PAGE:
Sunday, July 12, 2009

Review: Death, be not expensive

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In Losing Mum and Pup Christopher Buckley details the experience of losing both his mother, the socialite Patricia Taylor Buckley, and his father William F Buckley Jr, founder of the modern conservative movement, in whimsical but touching, name-dropping but natural prose. Unlike Joan Didion and her recent work, The Year of Magical Thinking, Buckley’s narrative doesn’t rest on unrest. (Didion’s story was much harder to tell: that of losing her quirky and devoted husband, as well as watching her daughter slip away before her very eyes. Didion’s daughter actually died after the book was finished, an update to her theatrical adaptation that ran on Broadway. She was played magnificently by Vanessa Redgrave.) Instead, Buckley almost creates caricatures of his parents in order to detail the stresses of putting one’s parents to rest.


The epigraph of the book comes from Oscar Wilde’s The Importance of Being Earnest: ‘To lose one parent, Mr. Worthing, may be regarded as a misfortune; to lose both looks like carelessness.’ Taking Wilde’s quotation to heart, Buckley pithily describes the end of both parents, which happen within a twelvemonth time. He first details his mother’s unlikely background, from a farming family of British Columbia who goes to Vassar College in order to escape the mathematics requirements of Canadian colleges, who ends up marrying the brother of her college roommate. In one of the more humorous moments, the author reveals the mystery of why Patricia never finished college: ‘Pup [his father] and I hear her give various reasons for this over the years: She had to return to Vancouver because her mother had broken her back while writing; because her brother Firpo had broken his back riding; because she had broken her back riding. One night, after imbibing about two acres’ worth of vineyard grapes, she informed Pup and me–us!–that she had, in fact, left Vassar “to go back to Vancouver and save my parents’ marriage.” This revelation was as rococo as it was flabbergasting.’ Patricia’s apt for storytelling shows how she was a respected socialite.

The rest of the book details the death of Christopher’s father, whose memorial is a bigger shrine if only because in the public eye he had many more followers and devout critics. Without going into much detail of William’s final days, I found it fascinating to note that English was his third language – like Joseph Conrad, whose writings and quotations Christopher enjoys using when discussing his father. The author’s portrayal of his famous father made me laugh several times, thinking that the founder of modern conservatism was winsome as his wife. For example, when the Buckleys would host the National Review Christmas party: ‘Never to waste time, Pup kept to a simple recipe: one quart milk, one quart rum, one quart ice cream. He might, just for the heck of it, empty an entire (large) bottle of vanilla extract into it. The effects of this milky elixir upon the conservative movement were quite galvanizing. Pup would play Handel’s Messiah at full blast on the phonograph. By the time the final joyous hallelujah trumpet blasts sounded, the entire conservative movement was passed out, comatose. The wonder is any of them made it home alive. How different history might have been.’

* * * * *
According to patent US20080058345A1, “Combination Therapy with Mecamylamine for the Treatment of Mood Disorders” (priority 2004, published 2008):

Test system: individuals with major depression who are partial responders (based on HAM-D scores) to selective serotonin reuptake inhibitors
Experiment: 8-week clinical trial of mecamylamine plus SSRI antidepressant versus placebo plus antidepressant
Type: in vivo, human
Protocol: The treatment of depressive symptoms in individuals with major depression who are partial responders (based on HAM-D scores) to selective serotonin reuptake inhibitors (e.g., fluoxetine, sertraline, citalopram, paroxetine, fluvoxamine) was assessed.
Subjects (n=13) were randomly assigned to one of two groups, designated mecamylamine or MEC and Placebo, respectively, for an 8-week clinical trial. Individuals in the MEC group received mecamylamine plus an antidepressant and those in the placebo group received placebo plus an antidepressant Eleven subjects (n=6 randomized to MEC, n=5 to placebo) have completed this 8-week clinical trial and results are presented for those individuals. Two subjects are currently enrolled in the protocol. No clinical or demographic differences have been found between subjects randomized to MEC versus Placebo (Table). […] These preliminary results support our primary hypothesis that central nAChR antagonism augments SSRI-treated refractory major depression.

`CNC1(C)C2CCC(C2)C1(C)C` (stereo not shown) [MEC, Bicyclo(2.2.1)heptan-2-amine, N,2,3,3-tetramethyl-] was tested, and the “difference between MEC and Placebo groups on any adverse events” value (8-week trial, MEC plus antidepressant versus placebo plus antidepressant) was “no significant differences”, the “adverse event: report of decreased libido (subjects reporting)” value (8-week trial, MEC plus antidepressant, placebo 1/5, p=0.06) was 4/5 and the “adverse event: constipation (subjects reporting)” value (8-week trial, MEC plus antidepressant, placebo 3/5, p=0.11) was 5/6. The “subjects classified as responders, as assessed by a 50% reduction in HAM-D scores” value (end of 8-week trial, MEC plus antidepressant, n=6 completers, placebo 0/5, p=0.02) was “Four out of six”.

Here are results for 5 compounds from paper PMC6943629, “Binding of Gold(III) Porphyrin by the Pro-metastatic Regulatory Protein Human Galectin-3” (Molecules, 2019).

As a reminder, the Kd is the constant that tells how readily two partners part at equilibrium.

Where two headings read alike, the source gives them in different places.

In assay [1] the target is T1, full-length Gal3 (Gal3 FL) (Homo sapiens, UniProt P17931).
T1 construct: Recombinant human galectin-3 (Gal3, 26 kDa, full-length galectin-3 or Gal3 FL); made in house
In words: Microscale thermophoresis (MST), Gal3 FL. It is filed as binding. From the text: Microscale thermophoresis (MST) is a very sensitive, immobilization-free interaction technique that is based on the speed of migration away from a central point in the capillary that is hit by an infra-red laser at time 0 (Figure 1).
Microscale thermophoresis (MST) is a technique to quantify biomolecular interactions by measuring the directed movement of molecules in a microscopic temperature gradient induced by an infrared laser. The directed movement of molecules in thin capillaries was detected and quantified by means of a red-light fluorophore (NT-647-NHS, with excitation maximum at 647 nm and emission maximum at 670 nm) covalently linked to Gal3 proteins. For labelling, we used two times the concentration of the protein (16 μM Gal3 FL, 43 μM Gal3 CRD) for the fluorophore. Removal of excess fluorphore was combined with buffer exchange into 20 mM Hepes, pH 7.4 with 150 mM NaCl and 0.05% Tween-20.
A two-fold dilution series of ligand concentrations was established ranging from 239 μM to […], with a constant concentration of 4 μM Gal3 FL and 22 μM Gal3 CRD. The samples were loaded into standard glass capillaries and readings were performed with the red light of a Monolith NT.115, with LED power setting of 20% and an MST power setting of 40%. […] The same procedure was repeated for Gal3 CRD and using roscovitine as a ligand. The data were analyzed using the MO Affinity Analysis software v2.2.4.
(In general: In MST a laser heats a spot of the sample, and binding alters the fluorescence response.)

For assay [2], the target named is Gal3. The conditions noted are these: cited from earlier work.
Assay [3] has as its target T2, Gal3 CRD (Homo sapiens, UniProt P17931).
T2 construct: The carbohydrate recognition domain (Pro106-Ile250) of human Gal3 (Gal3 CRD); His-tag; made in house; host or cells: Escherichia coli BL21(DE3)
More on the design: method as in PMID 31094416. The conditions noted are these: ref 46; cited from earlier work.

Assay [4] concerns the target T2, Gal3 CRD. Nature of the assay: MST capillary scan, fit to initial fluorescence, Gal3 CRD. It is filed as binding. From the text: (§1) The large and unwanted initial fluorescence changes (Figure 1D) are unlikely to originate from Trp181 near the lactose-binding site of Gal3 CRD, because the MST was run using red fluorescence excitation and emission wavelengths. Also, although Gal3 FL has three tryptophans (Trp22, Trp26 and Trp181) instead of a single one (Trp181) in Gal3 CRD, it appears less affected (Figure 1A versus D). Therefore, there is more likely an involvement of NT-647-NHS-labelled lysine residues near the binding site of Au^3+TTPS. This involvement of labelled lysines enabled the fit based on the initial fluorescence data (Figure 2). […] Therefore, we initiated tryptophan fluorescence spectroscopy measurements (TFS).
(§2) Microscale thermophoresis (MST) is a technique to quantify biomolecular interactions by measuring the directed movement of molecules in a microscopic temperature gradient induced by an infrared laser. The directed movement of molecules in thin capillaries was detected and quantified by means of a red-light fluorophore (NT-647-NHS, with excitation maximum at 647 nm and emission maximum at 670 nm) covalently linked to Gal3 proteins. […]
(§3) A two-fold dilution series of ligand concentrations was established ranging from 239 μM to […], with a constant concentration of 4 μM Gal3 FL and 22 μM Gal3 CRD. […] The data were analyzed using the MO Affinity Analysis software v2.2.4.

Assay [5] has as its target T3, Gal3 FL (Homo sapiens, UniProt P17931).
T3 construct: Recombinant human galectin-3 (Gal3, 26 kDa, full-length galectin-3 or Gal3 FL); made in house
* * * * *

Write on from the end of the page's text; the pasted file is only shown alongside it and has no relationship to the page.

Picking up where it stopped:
There are some great moments, especially when the author speaks directly to the reader on advice for preparing parents for death. One of the highlights was certainly when the insurance company sent the following letter after Patricia had died. ‘Dear Mrs. Buckley, Thank you for sending your death certificate. The raised seal on it is not sufficiently raised. Please send us another death certificate with raised seal and we can then be able to begin processing your claim. I’m surprised they didn’t add a P.S.: Have a nice day!‘ Christopher details the price of coffins, of cremations, of renting projectors and ‘labour’ to do Power Point presentations (about $20,000, if you’re interested) – and how all of this runs to the extremely absurd. He knows that his parents are mocking him from heaven.

Losing Mum and Pup is a fast, amusing read, even when there seems to be too many people running around in the narrative, a large and famous cast of characters that no doubt graced the Buckleys’ home but also seemed to be used to show off their connections to the political and artistic worlds. Like Oscar Wilde, Buckley’s narrative almost rests on fantastic anecdotes and biting one-liners, which I hope this review pointed out. It’s a very refreshing and reassuring look at death and how wild – in both good and bad ways – it can be.

2 comments:

Kari said…

I believe Michelle is upset you beat her to reviewing this book!

Salvatore said…

Ah, whoops. Her review is probably better than mine too.